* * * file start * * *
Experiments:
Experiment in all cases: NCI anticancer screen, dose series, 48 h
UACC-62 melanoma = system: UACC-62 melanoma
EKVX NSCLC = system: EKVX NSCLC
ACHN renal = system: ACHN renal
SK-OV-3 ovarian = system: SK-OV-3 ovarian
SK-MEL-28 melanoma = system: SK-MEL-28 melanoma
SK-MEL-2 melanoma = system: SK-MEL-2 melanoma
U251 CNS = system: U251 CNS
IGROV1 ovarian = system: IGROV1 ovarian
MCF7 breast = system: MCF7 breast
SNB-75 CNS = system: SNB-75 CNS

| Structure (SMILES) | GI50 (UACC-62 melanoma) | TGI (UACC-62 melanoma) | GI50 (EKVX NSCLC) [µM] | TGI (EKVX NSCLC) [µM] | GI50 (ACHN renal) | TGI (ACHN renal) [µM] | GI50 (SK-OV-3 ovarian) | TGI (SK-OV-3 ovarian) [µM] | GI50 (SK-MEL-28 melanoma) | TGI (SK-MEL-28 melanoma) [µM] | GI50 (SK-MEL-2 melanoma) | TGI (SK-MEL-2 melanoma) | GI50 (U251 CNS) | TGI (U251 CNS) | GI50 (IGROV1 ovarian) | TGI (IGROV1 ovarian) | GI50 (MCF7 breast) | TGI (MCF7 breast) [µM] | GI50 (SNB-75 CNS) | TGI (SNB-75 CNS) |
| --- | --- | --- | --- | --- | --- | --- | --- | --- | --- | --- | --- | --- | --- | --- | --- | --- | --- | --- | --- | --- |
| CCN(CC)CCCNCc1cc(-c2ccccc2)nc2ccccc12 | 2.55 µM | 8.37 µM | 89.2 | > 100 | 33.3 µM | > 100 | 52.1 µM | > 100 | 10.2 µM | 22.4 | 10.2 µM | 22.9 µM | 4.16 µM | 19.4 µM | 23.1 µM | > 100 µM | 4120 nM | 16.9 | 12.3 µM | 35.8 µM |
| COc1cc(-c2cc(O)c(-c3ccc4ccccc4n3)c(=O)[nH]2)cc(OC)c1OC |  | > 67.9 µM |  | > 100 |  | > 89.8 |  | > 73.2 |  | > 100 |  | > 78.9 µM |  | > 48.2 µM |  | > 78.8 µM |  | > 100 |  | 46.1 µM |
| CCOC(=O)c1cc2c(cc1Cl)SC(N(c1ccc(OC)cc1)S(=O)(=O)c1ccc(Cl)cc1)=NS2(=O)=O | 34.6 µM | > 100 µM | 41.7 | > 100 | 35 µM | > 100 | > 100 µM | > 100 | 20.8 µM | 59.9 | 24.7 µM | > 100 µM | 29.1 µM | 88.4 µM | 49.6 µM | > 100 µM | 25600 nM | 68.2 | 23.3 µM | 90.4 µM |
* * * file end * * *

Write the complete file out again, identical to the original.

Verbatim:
Experiments:
Experiment in all cases: NCI anticancer screen, dose series, 48 h
UACC-62 melanoma = system: UACC-62 melanoma
EKVX NSCLC = system: EKVX NSCLC
ACHN renal = system: ACHN renal
SK-OV-3 ovarian = system: SK-OV-3 ovarian
SK-MEL-28 melanoma = system: SK-MEL-28 melanoma
SK-MEL-2 melanoma = system: SK-MEL-2 melanoma
U251 CNS = system: U251 CNS
IGROV1 ovarian = system: IGROV1 ovarian
MCF7 breast = system: MCF7 breast
SNB-75 CNS = system: SNB-75 CNS

| Structure (SMILES) | GI50 (UACC-62 melanoma) | TGI (UACC-62 melanoma) | GI50 (EKVX NSCLC) [µM] | TGI (EKVX NSCLC) [µM] | GI50 (ACHN renal) | TGI (ACHN renal) [µM] | GI50 (SK-OV-3 ovarian) | TGI (SK-OV-3 ovarian) [µM] | GI50 (SK-MEL-28 melanoma) | TGI (SK-MEL-28 melanoma) [µM] | GI50 (SK-MEL-2 melanoma) | TGI (SK-MEL-2 melanoma) | GI50 (U251 CNS) | TGI (U251 CNS) | GI50 (IGROV1 ovarian) | TGI (IGROV1 ovarian) | GI50 (MCF7 breast) | TGI (MCF7 breast) [µM] | GI50 (SNB-75 CNS) | TGI (SNB-75 CNS) |
| --- | --- | --- | --- | --- | --- | --- | --- | --- | --- | --- | --- | --- | --- | --- | --- | --- | --- | --- | --- | --- |
| CCN(CC)CCCNCc1cc(-c2ccccc2)nc2ccccc12 | 2.55 µM | 8.37 µM | 89.2 | > 100 | 33.3 µM | > 100 | 52.1 µM | > 100 | 10.2 µM | 22.4 | 10.2 µM | 22.9 µM | 4.16 µM | 19.4 µM | 23.1 µM | > 100 µM | 4120 nM | 16.9 | 12.3 µM | 35.8 µM |
| COc1cc(-c2cc(O)c(-c3ccc4ccccc4n3)c(=O)[nH]2)cc(OC)c1OC |  | > 67.9 µM |  | > 100 |  | > 89.8 |  | > 73.2 |  | > 100 |  | > 78.9 µM |  | > 48.2 µM |  | > 78.8 µM |  | > 100 |  | 46.1 µM |
| CCOC(=O)c1cc2c(cc1Cl)SC(N(c1ccc(OC)cc1)S(=O)(=O)c1ccc(Cl)cc1)=NS2(=O)=O | 34.6 µM | > 100 µM | 41.7 | > 100 | 35 µM | > 100 | > 100 µM | > 100 | 20.8 µM | 59.9 | 24.7 µM | > 100 µM | 29.1 µM | 88.4 µM | 49.6 µM | > 100 µM | 25600 nM | 68.2 | 23.3 µM | 90.4 µM |